Finally, the government charged defendant in Count II with a violation of 24 F.S.M.C. 501(1)(l), the knowing transportation and possession of fish taken or retained in violation of the law.  The evidence to support this charge came from the testimony of Officers Wichap and Benjamin.  Both officers provided uncontested testimony that when the Horng Yih Fwu #130 was boarded on August 24, 1994, it had freshly caught fish on board.  These fish were subsequently offloaded in Pohnpei.

     24 F.S.M.C. 501(1)(l) provides that

[i]t is unlawful for any person: (l) to knowingly ship, transport, offer for sale, sell, purchase, import, export, or have custody, control, or possession of any fish taken or retained in violation of this Title or any regional fishing treaty, regulation, Permit, foreign or domestic-based fishing agreement or any applicable law.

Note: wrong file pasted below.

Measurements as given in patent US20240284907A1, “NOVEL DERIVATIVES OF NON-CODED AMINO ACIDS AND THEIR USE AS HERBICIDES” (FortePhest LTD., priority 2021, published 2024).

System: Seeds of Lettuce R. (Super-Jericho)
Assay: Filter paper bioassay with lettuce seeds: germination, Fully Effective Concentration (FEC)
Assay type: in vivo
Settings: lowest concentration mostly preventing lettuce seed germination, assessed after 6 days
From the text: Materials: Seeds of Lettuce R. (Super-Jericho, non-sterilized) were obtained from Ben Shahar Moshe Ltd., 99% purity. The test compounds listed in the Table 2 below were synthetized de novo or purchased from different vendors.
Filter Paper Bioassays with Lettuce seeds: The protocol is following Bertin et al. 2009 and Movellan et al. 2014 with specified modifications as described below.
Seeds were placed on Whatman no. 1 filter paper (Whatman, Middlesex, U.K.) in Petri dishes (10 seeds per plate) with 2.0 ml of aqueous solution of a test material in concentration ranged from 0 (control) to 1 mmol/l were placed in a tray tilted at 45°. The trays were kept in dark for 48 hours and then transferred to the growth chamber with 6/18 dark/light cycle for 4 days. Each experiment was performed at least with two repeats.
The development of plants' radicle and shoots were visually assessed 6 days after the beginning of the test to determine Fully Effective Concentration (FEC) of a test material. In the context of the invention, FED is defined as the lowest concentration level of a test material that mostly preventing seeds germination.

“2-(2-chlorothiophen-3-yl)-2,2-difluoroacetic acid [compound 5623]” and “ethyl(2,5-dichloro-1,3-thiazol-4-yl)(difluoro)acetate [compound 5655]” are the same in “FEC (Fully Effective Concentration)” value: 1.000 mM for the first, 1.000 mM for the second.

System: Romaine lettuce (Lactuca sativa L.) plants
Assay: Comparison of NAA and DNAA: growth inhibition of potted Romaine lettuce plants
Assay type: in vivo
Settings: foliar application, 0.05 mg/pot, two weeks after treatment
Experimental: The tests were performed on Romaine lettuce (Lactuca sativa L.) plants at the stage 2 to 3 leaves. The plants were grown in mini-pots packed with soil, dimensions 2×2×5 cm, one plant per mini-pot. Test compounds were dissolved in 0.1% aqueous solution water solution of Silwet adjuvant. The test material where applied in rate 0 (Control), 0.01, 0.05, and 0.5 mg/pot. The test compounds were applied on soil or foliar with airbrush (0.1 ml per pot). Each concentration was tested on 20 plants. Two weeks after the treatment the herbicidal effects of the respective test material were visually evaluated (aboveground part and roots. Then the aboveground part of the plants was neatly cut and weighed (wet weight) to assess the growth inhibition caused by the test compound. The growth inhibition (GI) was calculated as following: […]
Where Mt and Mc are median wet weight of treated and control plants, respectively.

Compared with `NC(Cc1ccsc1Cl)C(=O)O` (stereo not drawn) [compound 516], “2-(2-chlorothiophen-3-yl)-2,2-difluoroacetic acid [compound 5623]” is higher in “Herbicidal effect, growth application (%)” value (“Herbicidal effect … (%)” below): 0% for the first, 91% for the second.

The government argued that defendant is liable under Count II based on the violations of Title 24 alleged and proven in Counts IV, V and VI.  Any fish taken or retained by the vessel while these violations were ongoing were fish taken or retained in violation of Section 501(1)(l).

     Ting Hong argued that any such finding would violate the double jeopardy provision of the FSM Constitution, by allowing multiple punishments for what it claimed was, in reality, a single offense.  Ting Hong also argued that it did not "knowingly" ship, transport, have custody, control or possession of fish taken or retained in violation of Title 24, because the vessel master's knowledge cannot be imputed to it.